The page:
Tablet gambling bill, which seeks to allow electronic terminals in all airports across Pennsylvania to offer tablet gambling, may be on its way to becoming law.
This is after the bill performed unexpectedly better when it was brought before the House of Representatives.
House Bill 271, which was authored by Jason Ortitay, seeks to ask casino operators who are willing to apply for licenses that would finally allow then to acquire electronic terminals that are located in national and international airports across Pennsylvania to establish gambling business for travelers who would wish to place their bets. Pennsylvania Gaming Resorts To Pay Substantial Tax To Respective Communities.
If granted, this will be another easy way operators will make real money online casino gambling sites a legitimate way to earn revenue as they help gambler who travel quench their gaming thirst.
In a stipulated financial plan that is laid down in the original document, Jason proposes that the operator, who will be given a chance to offer gambling services in electronic terminus, will be required to pay a $1 million one-time fee.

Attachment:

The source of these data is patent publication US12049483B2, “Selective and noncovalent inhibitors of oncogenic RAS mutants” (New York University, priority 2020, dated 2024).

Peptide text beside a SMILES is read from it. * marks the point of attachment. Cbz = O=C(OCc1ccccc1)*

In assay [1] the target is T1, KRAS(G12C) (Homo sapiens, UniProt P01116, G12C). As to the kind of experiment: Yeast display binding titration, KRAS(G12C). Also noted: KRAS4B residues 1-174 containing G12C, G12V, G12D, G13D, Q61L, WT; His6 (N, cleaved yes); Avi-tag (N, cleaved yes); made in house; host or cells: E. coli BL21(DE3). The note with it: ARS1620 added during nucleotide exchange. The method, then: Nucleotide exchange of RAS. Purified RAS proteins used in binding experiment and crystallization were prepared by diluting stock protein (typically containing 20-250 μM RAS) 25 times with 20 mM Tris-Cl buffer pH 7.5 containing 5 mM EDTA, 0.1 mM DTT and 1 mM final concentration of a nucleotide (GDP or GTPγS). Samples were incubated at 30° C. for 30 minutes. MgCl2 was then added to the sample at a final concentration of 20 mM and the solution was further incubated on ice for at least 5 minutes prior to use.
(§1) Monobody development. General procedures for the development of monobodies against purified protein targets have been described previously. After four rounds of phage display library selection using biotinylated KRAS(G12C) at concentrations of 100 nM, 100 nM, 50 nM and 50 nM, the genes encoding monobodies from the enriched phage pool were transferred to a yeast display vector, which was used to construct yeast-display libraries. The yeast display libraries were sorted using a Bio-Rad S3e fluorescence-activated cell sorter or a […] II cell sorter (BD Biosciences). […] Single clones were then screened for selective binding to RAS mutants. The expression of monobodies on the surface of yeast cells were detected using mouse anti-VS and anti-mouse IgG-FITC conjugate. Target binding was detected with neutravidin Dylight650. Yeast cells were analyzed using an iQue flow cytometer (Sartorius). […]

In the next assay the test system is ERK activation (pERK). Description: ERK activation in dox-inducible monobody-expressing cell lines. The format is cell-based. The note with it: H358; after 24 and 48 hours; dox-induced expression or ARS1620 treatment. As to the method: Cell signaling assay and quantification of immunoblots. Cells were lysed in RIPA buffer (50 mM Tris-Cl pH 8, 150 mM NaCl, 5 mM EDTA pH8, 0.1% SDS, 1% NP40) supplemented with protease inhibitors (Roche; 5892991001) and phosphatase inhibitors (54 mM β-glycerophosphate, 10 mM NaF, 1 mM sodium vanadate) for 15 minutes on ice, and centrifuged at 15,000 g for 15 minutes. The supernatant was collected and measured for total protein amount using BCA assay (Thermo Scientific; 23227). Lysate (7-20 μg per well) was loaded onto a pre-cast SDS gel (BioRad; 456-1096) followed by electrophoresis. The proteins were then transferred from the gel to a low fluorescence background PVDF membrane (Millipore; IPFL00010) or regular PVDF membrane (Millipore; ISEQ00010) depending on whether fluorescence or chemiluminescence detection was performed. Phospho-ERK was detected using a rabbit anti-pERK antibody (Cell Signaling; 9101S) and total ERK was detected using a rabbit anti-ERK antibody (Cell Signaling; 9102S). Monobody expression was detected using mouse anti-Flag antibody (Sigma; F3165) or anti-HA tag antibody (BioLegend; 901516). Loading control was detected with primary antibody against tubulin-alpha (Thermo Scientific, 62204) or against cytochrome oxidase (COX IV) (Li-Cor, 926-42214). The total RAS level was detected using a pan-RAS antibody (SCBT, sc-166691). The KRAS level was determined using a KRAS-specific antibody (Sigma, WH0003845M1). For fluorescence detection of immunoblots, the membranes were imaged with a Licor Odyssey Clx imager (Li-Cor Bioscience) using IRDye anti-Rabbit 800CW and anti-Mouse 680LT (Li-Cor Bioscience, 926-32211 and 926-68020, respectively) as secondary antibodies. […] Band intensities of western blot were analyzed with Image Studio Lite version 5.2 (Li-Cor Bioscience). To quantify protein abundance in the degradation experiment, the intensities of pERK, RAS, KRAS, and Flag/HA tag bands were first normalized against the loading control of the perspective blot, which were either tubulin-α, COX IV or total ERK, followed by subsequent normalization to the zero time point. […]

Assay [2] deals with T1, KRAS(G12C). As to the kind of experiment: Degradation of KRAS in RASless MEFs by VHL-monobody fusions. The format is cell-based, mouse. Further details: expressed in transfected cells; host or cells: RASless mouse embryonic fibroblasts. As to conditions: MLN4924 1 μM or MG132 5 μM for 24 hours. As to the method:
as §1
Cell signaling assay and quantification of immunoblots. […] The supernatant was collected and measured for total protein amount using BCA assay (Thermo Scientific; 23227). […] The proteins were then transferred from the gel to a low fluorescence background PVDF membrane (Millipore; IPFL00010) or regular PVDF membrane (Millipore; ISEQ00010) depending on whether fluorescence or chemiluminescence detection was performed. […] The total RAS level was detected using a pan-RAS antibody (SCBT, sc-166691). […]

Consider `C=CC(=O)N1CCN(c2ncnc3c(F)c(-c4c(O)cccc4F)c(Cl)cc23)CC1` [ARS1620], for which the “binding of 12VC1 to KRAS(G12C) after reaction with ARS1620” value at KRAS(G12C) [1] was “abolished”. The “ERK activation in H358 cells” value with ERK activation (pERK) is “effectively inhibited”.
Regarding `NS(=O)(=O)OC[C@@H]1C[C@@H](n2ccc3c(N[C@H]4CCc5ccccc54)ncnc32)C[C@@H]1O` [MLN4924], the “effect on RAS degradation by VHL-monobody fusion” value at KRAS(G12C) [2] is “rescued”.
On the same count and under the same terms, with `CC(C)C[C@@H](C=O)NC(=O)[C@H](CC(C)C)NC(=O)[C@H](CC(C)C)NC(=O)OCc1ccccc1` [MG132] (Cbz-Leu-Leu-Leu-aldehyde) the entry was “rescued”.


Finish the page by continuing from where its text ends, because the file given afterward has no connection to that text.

In addition, the document goes on to say that those that would have invested in the electronic terminus will be needed to 34% of their gross income as tax. Fourteen percent of this tax will go to the state and the remaining twenty percent will be taken by the host airport.
It seems that a majority of the members were happy with the details of Bill 271 thus voted overwhelmingly for its approval. In fact, 142 members cast their votes in favor of the bill with only 56 members casting their vote against it.
However, the document was clear on what gadgets were allowed to be used in wagering. According to Jason’s draft, it does not intend to legalize wagering on personal devises such as mobile phones and PC. It only authorizes electronic machines that are licensed to offer specific or featured games from specific areas, which in this case are airport electronic terminus.
Those who are above 21 years of age will be allowed to place their bets from these terminus but they have to prove their physical presence.
Besides, in order for airports to qualify as wagering electronic terminus center, it has top show beyond reasonable doubt that it serves more than 50, 000 travelers per year. It should also not be privately-owned.
After the sterling performance before the House, the fate of Jason’s bill now hangs in the hands of members of the Senate. It is still hard to say how the bill will fair before the Senate knowing that any casino expansion topic has not been so welcome for many years.
However, the author along with those who support him are still optimistic.
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